a little story

Doc Burford
5 min readAug 27, 2023

When I was a boy, I would often play in the river, sailing paper boats, fishing for catfish, catching — and running from — snapping turtles. Wasn’t much to do in a small town like ours but sit by the river.

One day, I made a friend.

My friend didn’t speak. My friend simply watched me from the other side of the river bank — no matter what side I played on, he was always opposite me. He would only visit in the evenings, after the sun had set, as the light was dying.

Even now, I recall his long, black hair.

Sometimes, he was a boy like me. Sometimes he was a dog, big and watchful. Quiet, like big dogs are, with no need to bark. Other times, he was a crow. You would think “how could he be my friend?” and the truth is, I could not tell you that our friendship was like others.

One day, I left my lunchbox and the candy bar I’d been saving to eat while reading one of my novels about youthful adventurers solving mysteries. (yes, i was scolded for leaving it behind) I found it the next morning. In the box, a candy bar — not the one I’d paid for.

Alright, alright, you must be thinking, that could have been anyone.

My friend tied it up in a nice little bow. He appeared that night. He waved to me — the most animated I’d ever seen him — and showed me his big, white teeth.

We started leaving little gifts for each other after that. Late one summer, he gave me a book, one I didn’t understand, the words were too big. I traded that to someone for another mystery story.

I didn’t see him for months. Racked my brains, tried to figure out what I’d done.

I realized it was the book. How stupid I’d been. Tried to track it down, offered to do anything, anything at all to get it back.

I couldn’t find it.

I was inconsolable. And then my heart ached. And then, just as the grief at losing my friend began to fade… there he was.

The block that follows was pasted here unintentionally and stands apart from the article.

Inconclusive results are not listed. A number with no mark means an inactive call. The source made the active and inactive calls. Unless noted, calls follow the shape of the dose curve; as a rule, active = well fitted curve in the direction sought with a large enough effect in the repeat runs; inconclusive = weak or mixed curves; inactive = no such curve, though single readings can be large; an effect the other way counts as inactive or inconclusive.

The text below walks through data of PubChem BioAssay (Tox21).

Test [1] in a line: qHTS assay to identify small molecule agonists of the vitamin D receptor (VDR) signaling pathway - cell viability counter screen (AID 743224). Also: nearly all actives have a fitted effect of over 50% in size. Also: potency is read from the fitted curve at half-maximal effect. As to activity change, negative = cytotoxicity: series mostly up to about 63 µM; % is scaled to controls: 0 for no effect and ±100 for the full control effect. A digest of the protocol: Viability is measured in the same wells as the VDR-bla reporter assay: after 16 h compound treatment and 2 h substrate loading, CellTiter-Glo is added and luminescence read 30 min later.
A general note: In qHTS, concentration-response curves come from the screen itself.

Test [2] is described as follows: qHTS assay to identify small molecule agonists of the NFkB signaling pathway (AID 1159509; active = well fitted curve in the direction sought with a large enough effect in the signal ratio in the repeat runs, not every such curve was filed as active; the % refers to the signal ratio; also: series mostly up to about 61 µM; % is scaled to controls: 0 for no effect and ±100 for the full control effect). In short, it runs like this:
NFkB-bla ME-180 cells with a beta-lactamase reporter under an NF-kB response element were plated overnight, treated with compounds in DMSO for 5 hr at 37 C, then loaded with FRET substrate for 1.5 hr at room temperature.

“Where have you been? Are you alright?” he pretended not to notice me.

“I’m sorry about the book!” I shouted.


He was looking at me.

“I can’t read that good!! I didn’t know what it said.”


“Escha… I don’t know the word! I tried to get it back!! I’m sorry.”

Then he was a bird, and the bird was gone.

I was worried he was still upset with me, but the next day, when I returned to our usual spot, I found a neatly wrapped box, a nametag with my name on it — I hadn’t told him my name — and in it, a mystery book. One appropriate for my reading level.

I looked up. He waved.

The years passed, and I saw him less and less. At some point, I came to a realization that I liked girls, and a few of them liked me. It was alright, we’d go weeks at a time without meeting, but when we met, always the same.

And then my family had to move. So I went to the river. I went every day. I left things — the next day, they were untouched.

Was he angry with me? Had I upset him? Was he alright? Could I help? What if I had to leave without telling him? Would it hurt him? I didn’t want to hurt him, I didn’t even want to leave him, but I had to tell him goodbye.

Then, that final night, as the sun’s light faded until it was just the faintest green and yellow on the horizon, as the trees shook in the wind, I realized with an acute realization that I was alone.